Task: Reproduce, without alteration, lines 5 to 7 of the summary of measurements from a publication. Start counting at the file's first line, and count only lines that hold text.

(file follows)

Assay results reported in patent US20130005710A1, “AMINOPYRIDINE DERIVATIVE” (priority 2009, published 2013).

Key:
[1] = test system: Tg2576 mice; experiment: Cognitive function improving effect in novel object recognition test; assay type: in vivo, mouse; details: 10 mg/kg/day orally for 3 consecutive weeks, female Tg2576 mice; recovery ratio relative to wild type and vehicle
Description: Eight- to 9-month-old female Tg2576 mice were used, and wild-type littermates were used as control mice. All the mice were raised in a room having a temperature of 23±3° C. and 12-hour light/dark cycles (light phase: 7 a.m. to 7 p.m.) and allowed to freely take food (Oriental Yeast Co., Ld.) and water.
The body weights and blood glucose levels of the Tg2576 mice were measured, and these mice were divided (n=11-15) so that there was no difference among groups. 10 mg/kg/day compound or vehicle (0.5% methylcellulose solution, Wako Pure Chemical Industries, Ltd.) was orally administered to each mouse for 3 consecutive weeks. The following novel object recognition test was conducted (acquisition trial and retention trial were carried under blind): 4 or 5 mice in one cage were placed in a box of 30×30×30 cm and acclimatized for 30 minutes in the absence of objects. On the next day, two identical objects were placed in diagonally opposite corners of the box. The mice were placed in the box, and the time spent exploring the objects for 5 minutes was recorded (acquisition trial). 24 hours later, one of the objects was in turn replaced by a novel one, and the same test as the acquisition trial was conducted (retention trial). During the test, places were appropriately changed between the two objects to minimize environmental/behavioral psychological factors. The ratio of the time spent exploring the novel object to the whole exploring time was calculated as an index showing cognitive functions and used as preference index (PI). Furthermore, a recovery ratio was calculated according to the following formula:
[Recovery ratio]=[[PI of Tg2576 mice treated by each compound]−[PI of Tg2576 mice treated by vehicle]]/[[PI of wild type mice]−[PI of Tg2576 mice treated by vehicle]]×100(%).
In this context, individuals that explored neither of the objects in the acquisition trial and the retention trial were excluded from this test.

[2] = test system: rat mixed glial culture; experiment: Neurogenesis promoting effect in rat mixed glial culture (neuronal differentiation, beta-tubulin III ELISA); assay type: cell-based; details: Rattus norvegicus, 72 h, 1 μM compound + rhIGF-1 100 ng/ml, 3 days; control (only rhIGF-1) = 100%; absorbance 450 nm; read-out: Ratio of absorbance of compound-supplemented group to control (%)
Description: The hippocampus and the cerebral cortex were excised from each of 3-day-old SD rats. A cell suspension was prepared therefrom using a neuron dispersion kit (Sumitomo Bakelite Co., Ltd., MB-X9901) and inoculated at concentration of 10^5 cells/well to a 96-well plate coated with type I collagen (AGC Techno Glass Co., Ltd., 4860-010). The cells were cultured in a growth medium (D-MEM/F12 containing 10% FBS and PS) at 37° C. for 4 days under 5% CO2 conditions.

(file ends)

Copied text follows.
The body weights and blood glucose levels of the Tg2576 mice were measured, and these mice were divided (n=11-15) so that there was no difference among groups. 10 mg/kg/day compound or vehicle (0.5% methylcellulose solution, Wako Pure Chemical Industries, Ltd.) was orally administered to each mouse for 3 consecutive weeks. The following novel object recognition test was conducted (acquisition trial and retention trial were carried under blind): 4 or 5 mice in one cage were placed in a box of 30×30×30 cm and acclimatized for 30 minutes in the absence of objects. On the next day, two identical objects were placed in diagonally opposite corners of the box. The mice were placed in the box, and the time spent exploring the objects for 5 minutes was recorded (acquisition trial). 24 hours later, one of the objects was in turn replaced by a novel one, and the same test as the acquisition trial was conducted (retention trial). During the test, places were appropriately changed between the two objects to minimize environmental/behavioral psychological factors. The ratio of the time spent exploring the novel object to the whole exploring time was calculated as an index showing cognitive functions and used as preference index (PI). Furthermore, a recovery ratio was calculated according to the following formula:
[Recovery ratio]=[[PI of Tg2576 mice treated by each compound]−[PI of Tg2576 mice treated by vehicle]]/[[PI of wild type mice]−[PI of Tg2576 mice treated by vehicle]]×100(%).
In this context, individuals that explored neither of the objects in the acquisition trial and the retention trial were excluded from this test.